New meeting processes limit dialogue between Commissioners and omit certain staff input—leaving “chaos instead of thoughtful process,” said FTC Commissioner Christine Wilson at this month’s first FTC meeting. “Unfortunately, the format the Chair has chosen for this meeting omits our knowledgeable staff and precludes a dialogue among the Commissioners. A bipartisan and collaborative approach has been the hallmark of the FTC for years and would be welcome today, particularly given the importance of the matters being considered. We have arrived at the consumer welfare standard, a rulemaking process that respects objectivity and public input, and an appreciation for our limited jurisdiction for very specific reasons. Those reasons are worth discussing, but that requires a thoughtful process. And when we have chaos instead of thoughtful process, it is the American consumer who will suffer.”
Process changes at the FTC have the potential to lead to a “gross abuse of power,” warns the U.S. Chamber of Commerce. “[T]he notion that a single commissioner can turn a staff-initiated investigation into a compulsory exercise holds the potential for a gross abuse of power.”
— The Chamber continued: “Strong enforcement does not need to be done in an abusive manner, but these efforts to ‘streamline’ investigations are highly questionable and undermine the confidence and legitimacy of the Commission.”
The shift in tone and direction at the agency has expert staffers looking for new jobs, says legal writer Bruce Love. “While some staff turnover in the wake of an administration change is routine, law firm leaders said the number of agency lawyers seeking out career options outside the FTC appears to be high now and they are anticipating more later in the year. They attribute that, at least in part, to agency lawyers who have different views.”
The shift back toward increased rulemaking threatens a return to the “dark days” of excessive, ineffective regulation.
FTC management is ignoring the “dark days of the agency’s history” by considering expanded rulemaking, warned FTC Commissioner Christine Wilson in her dissent at the July 1st FTC meeting. “Considering the backlash to this agency’s earlier era of unbounded rulemaking activity, I am gravely concerned about today’s proposals.”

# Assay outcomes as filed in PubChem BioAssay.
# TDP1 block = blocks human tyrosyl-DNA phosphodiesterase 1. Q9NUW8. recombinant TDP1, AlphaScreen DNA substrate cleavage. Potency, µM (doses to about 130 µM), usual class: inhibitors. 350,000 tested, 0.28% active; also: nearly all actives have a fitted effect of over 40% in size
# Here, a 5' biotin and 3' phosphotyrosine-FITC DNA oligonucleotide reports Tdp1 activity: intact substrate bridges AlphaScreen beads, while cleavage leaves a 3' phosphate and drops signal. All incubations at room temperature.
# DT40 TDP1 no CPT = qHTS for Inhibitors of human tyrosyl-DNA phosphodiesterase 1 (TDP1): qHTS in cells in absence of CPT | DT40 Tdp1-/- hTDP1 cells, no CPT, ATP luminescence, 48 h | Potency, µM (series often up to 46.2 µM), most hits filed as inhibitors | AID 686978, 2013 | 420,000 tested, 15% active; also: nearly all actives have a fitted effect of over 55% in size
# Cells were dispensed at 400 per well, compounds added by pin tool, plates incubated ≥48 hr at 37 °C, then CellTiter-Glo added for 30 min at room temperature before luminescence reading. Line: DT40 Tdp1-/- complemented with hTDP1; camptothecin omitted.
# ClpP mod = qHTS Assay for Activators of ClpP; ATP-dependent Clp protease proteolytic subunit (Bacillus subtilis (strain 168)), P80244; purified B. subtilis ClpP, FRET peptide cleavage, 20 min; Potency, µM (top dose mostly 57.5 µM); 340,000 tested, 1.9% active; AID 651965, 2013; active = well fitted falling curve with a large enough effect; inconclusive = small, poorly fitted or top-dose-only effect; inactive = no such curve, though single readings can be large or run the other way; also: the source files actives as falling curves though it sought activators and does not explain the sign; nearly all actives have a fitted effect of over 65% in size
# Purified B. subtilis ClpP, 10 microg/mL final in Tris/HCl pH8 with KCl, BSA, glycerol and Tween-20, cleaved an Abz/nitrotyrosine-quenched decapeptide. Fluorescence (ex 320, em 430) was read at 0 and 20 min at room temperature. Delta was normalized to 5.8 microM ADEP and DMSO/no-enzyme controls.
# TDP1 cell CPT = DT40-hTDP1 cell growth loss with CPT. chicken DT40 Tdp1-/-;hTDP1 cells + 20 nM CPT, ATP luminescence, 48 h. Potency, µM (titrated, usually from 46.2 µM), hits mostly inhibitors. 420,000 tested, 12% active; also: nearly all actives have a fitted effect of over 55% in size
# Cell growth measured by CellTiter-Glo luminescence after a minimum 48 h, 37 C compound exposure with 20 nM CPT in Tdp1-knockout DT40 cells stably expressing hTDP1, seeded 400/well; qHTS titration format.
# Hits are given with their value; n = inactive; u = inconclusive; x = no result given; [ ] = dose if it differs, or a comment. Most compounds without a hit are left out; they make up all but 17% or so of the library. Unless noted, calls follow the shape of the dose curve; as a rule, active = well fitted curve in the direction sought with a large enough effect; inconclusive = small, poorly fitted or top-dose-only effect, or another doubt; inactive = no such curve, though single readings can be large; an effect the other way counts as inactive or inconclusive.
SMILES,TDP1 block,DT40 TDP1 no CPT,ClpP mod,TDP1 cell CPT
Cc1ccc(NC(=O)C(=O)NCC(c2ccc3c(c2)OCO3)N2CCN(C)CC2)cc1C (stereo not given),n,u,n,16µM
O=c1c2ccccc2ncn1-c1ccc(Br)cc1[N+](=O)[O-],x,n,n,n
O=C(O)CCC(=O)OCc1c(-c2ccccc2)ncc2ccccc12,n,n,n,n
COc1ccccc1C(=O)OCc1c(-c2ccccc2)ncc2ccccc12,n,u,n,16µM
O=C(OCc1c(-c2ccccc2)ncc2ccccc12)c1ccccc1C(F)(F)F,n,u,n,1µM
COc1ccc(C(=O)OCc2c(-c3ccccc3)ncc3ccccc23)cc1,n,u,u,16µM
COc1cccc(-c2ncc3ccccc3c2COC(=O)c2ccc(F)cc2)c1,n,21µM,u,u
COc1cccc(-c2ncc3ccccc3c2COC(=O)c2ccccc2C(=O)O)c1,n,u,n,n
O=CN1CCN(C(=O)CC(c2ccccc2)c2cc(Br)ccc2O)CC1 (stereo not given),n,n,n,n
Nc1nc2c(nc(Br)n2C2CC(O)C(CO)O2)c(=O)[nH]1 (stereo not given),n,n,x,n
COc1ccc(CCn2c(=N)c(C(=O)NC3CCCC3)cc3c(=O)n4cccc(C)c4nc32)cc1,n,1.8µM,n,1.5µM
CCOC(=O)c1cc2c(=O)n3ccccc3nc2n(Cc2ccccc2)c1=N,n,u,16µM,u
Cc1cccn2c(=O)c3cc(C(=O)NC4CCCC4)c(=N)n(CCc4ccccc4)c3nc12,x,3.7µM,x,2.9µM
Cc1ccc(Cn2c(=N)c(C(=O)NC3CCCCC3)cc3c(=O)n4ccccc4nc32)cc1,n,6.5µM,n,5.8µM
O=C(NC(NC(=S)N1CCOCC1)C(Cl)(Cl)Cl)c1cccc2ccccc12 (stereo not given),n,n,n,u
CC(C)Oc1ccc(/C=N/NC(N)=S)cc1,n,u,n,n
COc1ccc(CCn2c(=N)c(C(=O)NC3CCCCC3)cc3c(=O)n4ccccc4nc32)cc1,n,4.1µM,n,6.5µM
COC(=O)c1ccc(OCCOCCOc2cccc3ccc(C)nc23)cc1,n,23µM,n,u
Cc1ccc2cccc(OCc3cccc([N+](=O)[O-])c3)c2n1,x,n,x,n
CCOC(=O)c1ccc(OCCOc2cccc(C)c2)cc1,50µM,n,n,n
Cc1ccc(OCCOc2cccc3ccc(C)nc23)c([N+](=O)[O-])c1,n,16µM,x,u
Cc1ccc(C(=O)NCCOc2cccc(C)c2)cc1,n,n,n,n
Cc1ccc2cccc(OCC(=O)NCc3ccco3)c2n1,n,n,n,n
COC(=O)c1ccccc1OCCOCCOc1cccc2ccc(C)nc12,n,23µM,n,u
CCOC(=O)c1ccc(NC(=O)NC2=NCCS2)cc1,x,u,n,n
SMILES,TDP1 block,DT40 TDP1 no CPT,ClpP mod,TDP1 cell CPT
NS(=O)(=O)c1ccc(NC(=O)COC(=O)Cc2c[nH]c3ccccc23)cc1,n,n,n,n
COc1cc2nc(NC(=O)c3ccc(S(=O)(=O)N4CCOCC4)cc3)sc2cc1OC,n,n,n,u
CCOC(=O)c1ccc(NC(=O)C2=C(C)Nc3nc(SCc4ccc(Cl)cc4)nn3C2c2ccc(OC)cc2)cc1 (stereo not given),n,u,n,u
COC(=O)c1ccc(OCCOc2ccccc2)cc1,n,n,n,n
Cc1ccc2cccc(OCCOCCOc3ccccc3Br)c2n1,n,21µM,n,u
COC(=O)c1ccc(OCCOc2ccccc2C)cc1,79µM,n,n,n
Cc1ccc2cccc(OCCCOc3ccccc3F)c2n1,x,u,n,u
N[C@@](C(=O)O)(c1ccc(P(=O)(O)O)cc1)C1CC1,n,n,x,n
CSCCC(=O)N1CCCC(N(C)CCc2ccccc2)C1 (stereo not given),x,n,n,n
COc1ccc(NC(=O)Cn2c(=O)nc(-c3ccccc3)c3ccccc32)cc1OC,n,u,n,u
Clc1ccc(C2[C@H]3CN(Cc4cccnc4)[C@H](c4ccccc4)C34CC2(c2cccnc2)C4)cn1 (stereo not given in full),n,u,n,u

— Wilson continued: “There are many at the FTC who lived through the 1970s and 1980s and experienced the public and Congressional backlash during those dark days of the agency’s history. There are many others who worked with and learned from those who lived through that period. Current management would be wise to seek their guidance.”
Political whims have dictated antitrust law before—and it didn’t go well, explains Competitive Enterprise Institute’s Ryan Young. “During the rule of reason era, a company could never be quite sure if it was violating the law or not. An acceptable practice one year might not be if power changes hands in the next election, or if a new judge rules differently on a case than his predecessor would have.”
Recent FTC changes are “indicative of a regulatory overreach” and ignore the “constraints of history,” says Former FTC Commissioner Joshua D. Wright. “Imagining the FTC as Icarus flying without the constraints of history, economics or law is a fun thought experiment, but we’ve been here before.”
— Wright continues: “[I]nitial steps are indicative of a regulatory overreach that will end with the FTC’s wings melting in the courts. This path does not lead to incremental, much less radical, change.”